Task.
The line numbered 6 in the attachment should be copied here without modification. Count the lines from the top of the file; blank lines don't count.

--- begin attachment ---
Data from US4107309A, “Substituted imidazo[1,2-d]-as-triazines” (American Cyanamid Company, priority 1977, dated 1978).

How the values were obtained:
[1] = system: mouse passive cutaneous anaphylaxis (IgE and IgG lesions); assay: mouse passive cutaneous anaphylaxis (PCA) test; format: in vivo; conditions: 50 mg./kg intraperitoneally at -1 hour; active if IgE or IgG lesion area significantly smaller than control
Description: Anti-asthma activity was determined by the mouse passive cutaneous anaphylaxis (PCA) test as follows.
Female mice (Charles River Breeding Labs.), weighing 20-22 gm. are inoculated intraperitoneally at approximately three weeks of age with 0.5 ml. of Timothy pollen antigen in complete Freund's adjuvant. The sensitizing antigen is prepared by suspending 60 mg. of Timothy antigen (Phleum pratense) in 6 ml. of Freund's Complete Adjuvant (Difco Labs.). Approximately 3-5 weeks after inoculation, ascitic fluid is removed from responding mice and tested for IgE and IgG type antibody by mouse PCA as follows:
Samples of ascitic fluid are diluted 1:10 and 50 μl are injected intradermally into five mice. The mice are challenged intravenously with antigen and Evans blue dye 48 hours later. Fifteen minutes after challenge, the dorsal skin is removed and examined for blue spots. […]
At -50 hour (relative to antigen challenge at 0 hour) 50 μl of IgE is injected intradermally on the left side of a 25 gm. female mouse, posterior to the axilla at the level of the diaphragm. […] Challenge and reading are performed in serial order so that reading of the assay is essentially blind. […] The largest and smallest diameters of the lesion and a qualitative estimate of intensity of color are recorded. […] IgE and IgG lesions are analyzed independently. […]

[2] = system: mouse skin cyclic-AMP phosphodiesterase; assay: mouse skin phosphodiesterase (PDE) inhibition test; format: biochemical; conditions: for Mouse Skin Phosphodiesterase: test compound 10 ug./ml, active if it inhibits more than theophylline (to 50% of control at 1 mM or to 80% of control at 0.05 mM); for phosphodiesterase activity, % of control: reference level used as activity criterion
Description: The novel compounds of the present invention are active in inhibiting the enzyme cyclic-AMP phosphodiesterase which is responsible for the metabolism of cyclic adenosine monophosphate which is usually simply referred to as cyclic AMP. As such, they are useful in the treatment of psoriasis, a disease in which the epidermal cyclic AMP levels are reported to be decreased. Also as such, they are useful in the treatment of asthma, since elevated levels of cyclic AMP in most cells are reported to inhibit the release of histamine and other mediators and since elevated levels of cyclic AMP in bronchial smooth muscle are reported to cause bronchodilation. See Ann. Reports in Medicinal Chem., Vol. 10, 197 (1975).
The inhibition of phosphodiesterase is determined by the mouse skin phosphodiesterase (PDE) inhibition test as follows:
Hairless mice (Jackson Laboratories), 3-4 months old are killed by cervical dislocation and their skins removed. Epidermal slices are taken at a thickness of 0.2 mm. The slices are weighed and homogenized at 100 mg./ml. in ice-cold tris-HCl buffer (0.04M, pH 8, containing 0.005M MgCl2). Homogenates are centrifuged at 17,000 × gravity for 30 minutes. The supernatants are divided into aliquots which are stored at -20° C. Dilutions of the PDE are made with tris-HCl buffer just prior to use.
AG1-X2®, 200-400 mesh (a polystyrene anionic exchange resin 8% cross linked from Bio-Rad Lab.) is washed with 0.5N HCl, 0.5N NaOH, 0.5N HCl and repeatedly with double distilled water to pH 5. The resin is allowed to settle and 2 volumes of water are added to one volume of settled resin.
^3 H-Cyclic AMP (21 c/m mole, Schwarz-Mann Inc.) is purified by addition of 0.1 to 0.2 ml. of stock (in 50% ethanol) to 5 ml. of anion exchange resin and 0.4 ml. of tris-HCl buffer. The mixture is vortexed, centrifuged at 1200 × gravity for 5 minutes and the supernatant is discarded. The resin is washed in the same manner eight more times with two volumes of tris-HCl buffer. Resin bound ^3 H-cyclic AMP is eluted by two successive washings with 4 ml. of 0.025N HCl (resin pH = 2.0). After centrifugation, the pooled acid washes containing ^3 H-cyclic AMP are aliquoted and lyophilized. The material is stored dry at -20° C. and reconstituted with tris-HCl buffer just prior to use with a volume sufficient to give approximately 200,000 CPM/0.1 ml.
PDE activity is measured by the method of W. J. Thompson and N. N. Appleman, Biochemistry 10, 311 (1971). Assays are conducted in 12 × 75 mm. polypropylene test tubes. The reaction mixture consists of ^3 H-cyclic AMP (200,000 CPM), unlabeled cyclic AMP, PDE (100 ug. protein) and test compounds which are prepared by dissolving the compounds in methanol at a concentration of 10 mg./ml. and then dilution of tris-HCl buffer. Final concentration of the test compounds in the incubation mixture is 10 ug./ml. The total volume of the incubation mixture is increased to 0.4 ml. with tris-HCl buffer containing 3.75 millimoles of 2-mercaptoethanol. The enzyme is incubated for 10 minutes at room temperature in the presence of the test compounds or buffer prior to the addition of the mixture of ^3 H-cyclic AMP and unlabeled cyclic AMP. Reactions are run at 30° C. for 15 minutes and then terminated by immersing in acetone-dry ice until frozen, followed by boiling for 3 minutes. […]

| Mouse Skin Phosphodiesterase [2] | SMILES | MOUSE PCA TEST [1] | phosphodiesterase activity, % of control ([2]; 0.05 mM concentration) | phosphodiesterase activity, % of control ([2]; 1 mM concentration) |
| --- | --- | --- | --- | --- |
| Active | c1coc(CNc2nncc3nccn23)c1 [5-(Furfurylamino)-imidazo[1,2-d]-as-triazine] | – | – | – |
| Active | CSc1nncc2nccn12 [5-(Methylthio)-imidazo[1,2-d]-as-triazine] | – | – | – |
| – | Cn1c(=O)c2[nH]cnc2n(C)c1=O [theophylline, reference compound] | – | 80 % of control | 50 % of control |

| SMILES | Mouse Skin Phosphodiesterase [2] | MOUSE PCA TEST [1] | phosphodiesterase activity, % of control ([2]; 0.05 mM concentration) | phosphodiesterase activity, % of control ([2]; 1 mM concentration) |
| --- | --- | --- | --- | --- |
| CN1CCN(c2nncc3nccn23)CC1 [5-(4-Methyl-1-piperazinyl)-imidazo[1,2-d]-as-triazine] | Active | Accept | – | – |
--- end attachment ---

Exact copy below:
Samples of ascitic fluid are diluted 1:10 and 50 μl are injected intradermally into five mice. The mice are challenged intravenously with antigen and Evans blue dye 48 hours later. Fifteen minutes after challenge, the dorsal skin is removed and examined for blue spots. […]